From his book, His Life is Mine, chapter #6
Allusions to “prayer” are heard almost daily, even by our politicians who assure us they will pray for whatever disaster has befallen us.
“Prayer” connotes for most of us a series of requests made to God, especially during difficult circumstances such as loss, economic misfortune or illness.
Sophrony, however, points out to us that there is a different type of prayer—the prayer of the spirit—which he contrasts to the prayer of petitions. Unlike petitions, spiritual prayer does not focus on the fulfillment of our needs and desires but on our relationship with God. This is an essential distinction.
The prayer of the spirit is “fastened on eternity.” It is transformative, not because of our changed circumstances, but because of our changed perception. Everything we see and experience “will take on a different character.”
Sophrony does not speak of esoteric truths or cosmic visions of heaven as the results of the prayer of the spirit. He describes, instead, a complete transformation of our perception and experience of everything, no matter what the circumstances and place, including minute details of our daily life. This is because prayer of the spirt, eventually, becomes the “normal state of the soul” and, thus, alters and renovates our lives.
The man of prayer beholds the surrounding scene in another light. Concern is quickened and the quality of life enhanced. In time, prayer will penetrate our nature until gradually a new man is born of God.
This state of prayer cannot be attained through our own means alone, but with the grace of the Holy Spirit which “may visit [our souls] suddenly, inscrutably, bringing a foretaste of eternity.”
Though we cannot achieve Grace alone, the Holy Spirit cannot dwell in us without our consent.
“The Holy Spirit comes when we are receptive,” Sophrony writes. God does not impose it on us “without our consent.” This is because “God respects and does not constrain man.”
Freedom through consent and cooperation undergirds the state of spiritual prayer.
Sophrony understands our all-consuming need for praise and acceptance; the fear of making the wrong impression, revealing vulnerabilities or loss of status and, hence, losing others’ respect and admiration. He also understands the context of the world we live in. Being a man of God, after all, could immediately brand you as weird or “behind the times” by your colleagues, clients or “sophisticated” neighbors.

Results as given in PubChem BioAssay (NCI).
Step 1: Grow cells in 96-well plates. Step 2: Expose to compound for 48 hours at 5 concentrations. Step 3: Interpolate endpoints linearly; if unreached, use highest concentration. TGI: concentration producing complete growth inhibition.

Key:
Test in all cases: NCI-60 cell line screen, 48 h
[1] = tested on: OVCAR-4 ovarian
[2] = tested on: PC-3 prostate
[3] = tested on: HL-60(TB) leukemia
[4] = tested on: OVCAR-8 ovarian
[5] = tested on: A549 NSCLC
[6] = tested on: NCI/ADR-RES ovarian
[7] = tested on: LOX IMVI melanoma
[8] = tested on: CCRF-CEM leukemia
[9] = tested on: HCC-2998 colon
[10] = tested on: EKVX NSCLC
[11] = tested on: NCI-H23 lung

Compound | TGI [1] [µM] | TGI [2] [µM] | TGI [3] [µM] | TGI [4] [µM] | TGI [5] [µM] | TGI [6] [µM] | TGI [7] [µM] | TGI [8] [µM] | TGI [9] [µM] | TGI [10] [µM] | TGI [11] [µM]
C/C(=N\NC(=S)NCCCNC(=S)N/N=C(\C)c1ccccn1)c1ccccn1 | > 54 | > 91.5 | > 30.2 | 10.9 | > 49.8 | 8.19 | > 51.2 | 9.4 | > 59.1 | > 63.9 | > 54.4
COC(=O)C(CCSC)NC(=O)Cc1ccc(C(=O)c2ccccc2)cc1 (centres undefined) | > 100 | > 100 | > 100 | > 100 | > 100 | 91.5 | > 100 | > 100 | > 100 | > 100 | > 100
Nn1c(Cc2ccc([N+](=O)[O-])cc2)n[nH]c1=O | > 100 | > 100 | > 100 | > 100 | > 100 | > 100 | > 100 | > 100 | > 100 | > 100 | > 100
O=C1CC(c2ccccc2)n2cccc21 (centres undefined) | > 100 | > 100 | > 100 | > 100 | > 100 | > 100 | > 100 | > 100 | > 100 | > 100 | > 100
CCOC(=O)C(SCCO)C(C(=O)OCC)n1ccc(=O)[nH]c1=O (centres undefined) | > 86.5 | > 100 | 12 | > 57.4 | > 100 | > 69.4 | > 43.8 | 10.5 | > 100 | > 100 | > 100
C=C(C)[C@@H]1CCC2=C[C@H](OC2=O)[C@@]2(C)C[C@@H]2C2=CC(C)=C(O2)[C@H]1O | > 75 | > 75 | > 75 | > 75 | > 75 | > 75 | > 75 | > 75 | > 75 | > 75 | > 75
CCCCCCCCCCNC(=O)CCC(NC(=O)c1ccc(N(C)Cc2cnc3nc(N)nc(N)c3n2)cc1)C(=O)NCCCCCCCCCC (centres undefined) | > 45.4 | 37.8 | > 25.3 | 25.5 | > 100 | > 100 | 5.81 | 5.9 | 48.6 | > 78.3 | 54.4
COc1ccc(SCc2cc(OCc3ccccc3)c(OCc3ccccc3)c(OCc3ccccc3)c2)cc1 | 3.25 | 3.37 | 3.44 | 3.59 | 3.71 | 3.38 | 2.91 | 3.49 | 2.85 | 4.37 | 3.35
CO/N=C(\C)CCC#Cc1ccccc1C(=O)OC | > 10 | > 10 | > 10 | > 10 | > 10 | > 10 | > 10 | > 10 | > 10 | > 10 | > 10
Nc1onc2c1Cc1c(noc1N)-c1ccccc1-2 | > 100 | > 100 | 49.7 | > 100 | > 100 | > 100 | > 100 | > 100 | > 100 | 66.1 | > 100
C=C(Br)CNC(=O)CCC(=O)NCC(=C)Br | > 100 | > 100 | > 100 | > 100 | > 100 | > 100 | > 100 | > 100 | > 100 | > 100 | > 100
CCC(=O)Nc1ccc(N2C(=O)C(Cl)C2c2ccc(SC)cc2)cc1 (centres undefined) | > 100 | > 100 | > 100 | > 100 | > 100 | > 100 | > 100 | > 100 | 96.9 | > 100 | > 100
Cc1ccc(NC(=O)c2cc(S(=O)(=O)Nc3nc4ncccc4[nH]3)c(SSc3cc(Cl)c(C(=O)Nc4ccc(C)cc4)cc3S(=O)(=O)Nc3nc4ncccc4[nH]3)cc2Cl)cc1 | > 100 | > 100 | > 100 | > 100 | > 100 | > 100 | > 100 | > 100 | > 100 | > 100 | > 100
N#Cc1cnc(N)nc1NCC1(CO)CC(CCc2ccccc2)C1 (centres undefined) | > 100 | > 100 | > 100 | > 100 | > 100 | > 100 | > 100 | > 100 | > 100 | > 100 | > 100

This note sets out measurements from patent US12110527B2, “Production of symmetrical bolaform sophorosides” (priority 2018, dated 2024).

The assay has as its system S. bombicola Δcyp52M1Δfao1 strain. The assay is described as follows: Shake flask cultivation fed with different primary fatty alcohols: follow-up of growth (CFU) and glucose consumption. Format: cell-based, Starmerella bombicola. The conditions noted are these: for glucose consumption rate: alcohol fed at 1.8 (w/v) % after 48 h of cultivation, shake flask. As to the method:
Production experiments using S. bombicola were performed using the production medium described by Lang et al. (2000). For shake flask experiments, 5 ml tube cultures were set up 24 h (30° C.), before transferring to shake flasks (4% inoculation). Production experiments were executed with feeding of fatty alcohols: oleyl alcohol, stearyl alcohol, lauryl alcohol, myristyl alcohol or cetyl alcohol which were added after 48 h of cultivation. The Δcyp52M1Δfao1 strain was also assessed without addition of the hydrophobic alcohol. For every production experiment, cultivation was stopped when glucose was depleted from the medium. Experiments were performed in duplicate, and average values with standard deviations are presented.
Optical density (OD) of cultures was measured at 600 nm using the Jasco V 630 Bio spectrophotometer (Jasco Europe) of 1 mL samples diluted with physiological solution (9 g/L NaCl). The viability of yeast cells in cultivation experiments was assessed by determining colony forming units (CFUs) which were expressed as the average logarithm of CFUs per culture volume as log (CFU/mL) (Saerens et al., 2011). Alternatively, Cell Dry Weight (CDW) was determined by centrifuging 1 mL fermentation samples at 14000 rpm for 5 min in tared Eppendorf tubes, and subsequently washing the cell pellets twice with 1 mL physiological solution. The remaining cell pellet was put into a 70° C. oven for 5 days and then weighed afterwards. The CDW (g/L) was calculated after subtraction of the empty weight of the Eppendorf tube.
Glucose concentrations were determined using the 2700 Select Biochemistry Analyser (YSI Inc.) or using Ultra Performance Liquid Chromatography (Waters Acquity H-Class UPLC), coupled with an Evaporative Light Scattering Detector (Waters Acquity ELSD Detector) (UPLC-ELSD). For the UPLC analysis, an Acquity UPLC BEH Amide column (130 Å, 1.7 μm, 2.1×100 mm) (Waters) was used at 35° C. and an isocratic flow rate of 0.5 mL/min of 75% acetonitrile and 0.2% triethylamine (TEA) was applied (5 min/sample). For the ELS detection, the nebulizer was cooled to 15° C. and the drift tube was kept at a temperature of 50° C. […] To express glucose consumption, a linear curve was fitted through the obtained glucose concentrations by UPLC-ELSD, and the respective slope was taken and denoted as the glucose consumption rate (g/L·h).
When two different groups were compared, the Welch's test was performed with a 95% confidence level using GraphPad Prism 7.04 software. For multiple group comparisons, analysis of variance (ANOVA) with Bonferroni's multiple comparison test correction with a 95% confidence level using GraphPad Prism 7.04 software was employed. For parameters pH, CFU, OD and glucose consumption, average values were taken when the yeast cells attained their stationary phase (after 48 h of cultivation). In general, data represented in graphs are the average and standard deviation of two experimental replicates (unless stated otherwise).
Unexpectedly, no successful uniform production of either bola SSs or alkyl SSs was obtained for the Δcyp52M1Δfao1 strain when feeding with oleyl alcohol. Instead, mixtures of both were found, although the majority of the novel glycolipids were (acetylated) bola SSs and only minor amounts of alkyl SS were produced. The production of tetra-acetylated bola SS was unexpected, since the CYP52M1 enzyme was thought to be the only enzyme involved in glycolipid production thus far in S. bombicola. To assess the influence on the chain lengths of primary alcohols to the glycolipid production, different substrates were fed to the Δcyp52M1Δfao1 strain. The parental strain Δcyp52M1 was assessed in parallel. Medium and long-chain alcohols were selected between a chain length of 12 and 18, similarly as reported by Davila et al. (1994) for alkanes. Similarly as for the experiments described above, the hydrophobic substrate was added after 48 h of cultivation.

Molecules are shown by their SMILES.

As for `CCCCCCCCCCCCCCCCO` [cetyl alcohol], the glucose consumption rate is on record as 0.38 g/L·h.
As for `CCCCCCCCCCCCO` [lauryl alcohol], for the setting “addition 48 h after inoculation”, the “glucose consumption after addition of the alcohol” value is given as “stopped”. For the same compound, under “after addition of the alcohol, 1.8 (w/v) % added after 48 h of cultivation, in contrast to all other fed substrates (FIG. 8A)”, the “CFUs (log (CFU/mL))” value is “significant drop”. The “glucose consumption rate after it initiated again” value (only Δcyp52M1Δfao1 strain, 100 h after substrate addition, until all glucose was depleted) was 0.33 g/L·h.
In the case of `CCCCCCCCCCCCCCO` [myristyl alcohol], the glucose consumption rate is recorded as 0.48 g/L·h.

The prayer of the Spirit, however, frees us from our dependence on others’ approval or material things to feel that our lives are worth living.
Don’t be afraid that others may perceive you as odd or even dislike you, he advises. The goal is for God, rather than man, to accept you. Popularity and the praise of others means nothing if God does not abide in us.
Immersion in the love of God frees us from aimless speculations and obsessive thoughts:
…a man in love with Christ has no desire to philosophize. He only wants one thing—to love for all eternity.
Prayer of the spirit, unlike a prayer of requests, focuses us on our true priorities. It does not remove us from worldly life but gives us the discernment to put things in perspective, in light of eternity.
Those who are graced by the Holy Spirit “perceive in their prayer that every single moment of our life is enveloped in divine eternity.”
Sophrony is a modern man who understands our difficulty to achieve prayer of the Spirit in today’s environment.
It is no simple matter to preserve inspiration while surrounded by the icy waters of a world that does not pray.
He gives practical advice: pray with your heart and all your attention. Ask God’s help to ignite the fire within you.
…(Pray to God) to fire our hearts so that we not be overcome even by the cosmic cold, that no black cloud blot out the bright flame.”
Sophrony places the fruits of spiritual prayer in the modern context. He acknowledges, and does not dismiss, the benefits of science and art but puts them in the right order. However inspiring and thrilling artistic creation or scientific discovery may be, they operate on a different realm than prayer and “cannot be compared to [the state] of the man of prayer brought face to face with the Living God.” Art and science may reveal glimpses of truths about us but do not aspire to the “integral knowledge of being, in the deepest and widest sense” as the prayer of the spirit does. They do not transform the state of our soul and lives.
To maintain the state of prayer of the spirit and, thus, the closeness to God, we need to achieve inner freedom. We must not allow our spiritual state to fluctuate between the highs and the lows that depend on others’ approval or disapproval.
The only imperative is to preserve this loving tie with God. We shall not care what people think of us or how they treat us. We shall cease to be afraid of falling out of favor. We shall love our fellow men without thought of whether they love us…The end result of prayer is to make us sons of God, and as sons we shall abide for ever in the house of our Father.